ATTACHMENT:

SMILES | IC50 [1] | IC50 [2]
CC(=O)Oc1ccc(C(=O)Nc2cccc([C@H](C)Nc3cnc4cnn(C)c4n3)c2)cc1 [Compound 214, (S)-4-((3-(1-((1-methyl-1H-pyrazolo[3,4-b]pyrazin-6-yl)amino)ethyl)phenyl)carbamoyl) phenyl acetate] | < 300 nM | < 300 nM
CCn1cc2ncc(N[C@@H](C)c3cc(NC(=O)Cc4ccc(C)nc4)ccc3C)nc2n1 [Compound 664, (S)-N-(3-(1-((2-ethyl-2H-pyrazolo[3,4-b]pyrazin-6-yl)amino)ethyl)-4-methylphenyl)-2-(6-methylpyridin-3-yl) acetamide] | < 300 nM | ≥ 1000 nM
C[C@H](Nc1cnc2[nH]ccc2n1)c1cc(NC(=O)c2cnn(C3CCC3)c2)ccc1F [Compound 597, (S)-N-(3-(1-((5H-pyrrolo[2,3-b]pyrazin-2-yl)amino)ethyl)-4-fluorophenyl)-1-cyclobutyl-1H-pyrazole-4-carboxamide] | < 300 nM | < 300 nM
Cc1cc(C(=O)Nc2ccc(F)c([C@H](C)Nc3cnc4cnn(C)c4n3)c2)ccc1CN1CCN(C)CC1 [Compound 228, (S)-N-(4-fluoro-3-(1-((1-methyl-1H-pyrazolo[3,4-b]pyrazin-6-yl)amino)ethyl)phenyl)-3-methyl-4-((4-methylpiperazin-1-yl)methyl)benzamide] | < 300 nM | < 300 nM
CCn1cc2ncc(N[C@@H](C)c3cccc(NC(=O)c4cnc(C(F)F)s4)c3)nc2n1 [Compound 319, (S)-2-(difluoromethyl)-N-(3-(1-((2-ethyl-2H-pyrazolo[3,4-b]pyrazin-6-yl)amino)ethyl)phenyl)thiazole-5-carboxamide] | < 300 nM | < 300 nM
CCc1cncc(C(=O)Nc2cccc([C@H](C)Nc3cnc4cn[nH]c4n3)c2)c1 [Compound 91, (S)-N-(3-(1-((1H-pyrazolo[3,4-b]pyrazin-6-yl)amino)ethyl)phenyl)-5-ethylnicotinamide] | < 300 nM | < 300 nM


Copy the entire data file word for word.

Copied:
SMILES | IC50 [1] | IC50 [2]
CC(=O)Oc1ccc(C(=O)Nc2cccc([C@H](C)Nc3cnc4cnn(C)c4n3)c2)cc1 [Compound 214, (S)-4-((3-(1-((1-methyl-1H-pyrazolo[3,4-b]pyrazin-6-yl)amino)ethyl)phenyl)carbamoyl) phenyl acetate] | < 300 nM | < 300 nM
CCn1cc2ncc(N[C@@H](C)c3cc(NC(=O)Cc4ccc(C)nc4)ccc3C)nc2n1 [Compound 664, (S)-N-(3-(1-((2-ethyl-2H-pyrazolo[3,4-b]pyrazin-6-yl)amino)ethyl)-4-methylphenyl)-2-(6-methylpyridin-3-yl) acetamide] | < 300 nM | ≥ 1000 nM
C[C@H](Nc1cnc2[nH]ccc2n1)c1cc(NC(=O)c2cnn(C3CCC3)c2)ccc1F [Compound 597, (S)-N-(3-(1-((5H-pyrrolo[2,3-b]pyrazin-2-yl)amino)ethyl)-4-fluorophenyl)-1-cyclobutyl-1H-pyrazole-4-carboxamide] | < 300 nM | < 300 nM
Cc1cc(C(=O)Nc2ccc(F)c([C@H](C)Nc3cnc4cnn(C)c4n3)c2)ccc1CN1CCN(C)CC1 [Compound 228, (S)-N-(4-fluoro-3-(1-((1-methyl-1H-pyrazolo[3,4-b]pyrazin-6-yl)amino)ethyl)phenyl)-3-methyl-4-((4-methylpiperazin-1-yl)methyl)benzamide] | < 300 nM | < 300 nM
CCn1cc2ncc(N[C@@H](C)c3cccc(NC(=O)c4cnc(C(F)F)s4)c3)nc2n1 [Compound 319, (S)-2-(difluoromethyl)-N-(3-(1-((2-ethyl-2H-pyrazolo[3,4-b]pyrazin-6-yl)amino)ethyl)phenyl)thiazole-5-carboxamide] | < 300 nM | < 300 nM
CCc1cncc(C(=O)Nc2cccc([C@H](C)Nc3cnc4cn[nH]c4n3)c2)c1 [Compound 91, (S)-N-(3-(1-((1H-pyrazolo[3,4-b]pyrazin-6-yl)amino)ethyl)phenyl)-5-ethylnicotinamide] | < 300 nM | < 300 nM